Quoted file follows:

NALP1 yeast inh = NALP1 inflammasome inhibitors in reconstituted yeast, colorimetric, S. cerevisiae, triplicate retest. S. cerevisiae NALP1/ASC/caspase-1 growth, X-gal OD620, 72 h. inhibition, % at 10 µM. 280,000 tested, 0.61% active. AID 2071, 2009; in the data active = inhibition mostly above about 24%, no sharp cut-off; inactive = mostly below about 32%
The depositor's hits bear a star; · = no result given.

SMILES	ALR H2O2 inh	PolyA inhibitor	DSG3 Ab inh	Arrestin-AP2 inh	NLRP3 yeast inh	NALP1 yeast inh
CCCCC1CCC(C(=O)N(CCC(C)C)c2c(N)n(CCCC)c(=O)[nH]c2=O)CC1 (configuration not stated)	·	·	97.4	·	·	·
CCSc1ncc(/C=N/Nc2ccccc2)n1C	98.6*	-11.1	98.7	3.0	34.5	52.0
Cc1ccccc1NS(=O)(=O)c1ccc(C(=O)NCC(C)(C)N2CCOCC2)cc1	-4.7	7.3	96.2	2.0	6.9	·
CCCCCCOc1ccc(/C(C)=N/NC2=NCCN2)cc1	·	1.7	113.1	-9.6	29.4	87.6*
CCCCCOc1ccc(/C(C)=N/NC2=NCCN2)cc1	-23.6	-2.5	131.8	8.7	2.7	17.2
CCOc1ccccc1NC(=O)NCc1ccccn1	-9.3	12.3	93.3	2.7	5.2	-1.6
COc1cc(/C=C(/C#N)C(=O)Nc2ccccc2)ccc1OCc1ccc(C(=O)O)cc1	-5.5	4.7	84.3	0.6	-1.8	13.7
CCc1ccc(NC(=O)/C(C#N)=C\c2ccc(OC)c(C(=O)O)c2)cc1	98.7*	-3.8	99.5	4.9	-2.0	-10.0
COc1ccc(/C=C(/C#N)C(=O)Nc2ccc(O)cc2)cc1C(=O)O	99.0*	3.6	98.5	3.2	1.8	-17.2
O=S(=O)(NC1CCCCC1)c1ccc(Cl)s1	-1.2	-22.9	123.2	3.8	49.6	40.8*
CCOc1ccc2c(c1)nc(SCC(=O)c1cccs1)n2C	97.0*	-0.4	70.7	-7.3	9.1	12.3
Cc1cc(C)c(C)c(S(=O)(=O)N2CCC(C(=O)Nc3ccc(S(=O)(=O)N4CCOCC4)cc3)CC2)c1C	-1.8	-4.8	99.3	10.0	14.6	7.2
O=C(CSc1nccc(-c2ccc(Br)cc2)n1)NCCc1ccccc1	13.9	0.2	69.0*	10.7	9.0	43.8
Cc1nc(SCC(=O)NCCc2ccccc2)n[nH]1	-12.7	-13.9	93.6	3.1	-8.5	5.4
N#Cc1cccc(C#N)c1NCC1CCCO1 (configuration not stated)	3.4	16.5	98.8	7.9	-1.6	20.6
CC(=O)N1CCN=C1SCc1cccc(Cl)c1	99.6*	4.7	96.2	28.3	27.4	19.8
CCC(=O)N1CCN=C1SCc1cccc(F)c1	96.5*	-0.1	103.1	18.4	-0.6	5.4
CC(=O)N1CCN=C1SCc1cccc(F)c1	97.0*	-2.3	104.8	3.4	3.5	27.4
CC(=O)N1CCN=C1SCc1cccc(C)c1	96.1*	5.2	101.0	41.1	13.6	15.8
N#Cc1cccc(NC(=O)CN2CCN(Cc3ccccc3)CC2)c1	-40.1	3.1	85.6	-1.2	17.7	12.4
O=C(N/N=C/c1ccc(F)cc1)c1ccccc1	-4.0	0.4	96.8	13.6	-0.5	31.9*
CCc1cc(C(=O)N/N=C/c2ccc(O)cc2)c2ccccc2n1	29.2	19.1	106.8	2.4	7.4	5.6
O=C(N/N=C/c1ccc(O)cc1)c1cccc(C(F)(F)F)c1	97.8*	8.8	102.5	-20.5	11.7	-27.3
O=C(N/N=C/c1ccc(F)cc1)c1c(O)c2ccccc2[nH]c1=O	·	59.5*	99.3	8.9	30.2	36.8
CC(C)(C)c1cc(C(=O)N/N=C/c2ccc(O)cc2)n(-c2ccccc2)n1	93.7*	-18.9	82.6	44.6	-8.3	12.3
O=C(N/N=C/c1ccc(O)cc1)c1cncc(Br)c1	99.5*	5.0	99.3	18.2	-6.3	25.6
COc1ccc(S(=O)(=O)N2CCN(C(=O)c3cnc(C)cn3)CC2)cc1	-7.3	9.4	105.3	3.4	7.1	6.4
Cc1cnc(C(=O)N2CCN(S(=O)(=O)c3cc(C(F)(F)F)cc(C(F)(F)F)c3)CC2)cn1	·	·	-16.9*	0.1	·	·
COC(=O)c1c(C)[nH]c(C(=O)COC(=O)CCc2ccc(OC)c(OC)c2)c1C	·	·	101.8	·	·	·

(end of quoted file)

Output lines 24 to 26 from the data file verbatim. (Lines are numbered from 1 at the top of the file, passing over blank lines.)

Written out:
O=C(N/N=C/c1ccc(F)cc1)c1ccccc1	-4.0	0.4	96.8	13.6	-0.5	31.9*
CCc1cc(C(=O)N/N=C/c2ccc(O)cc2)c2ccccc2n1	29.2	19.1	106.8	2.4	7.4	5.6
O=C(N/N=C/c1ccc(O)cc1)c1cccc(C(F)(F)F)c1	97.8*	8.8	102.5	-20.5	11.7	-27.3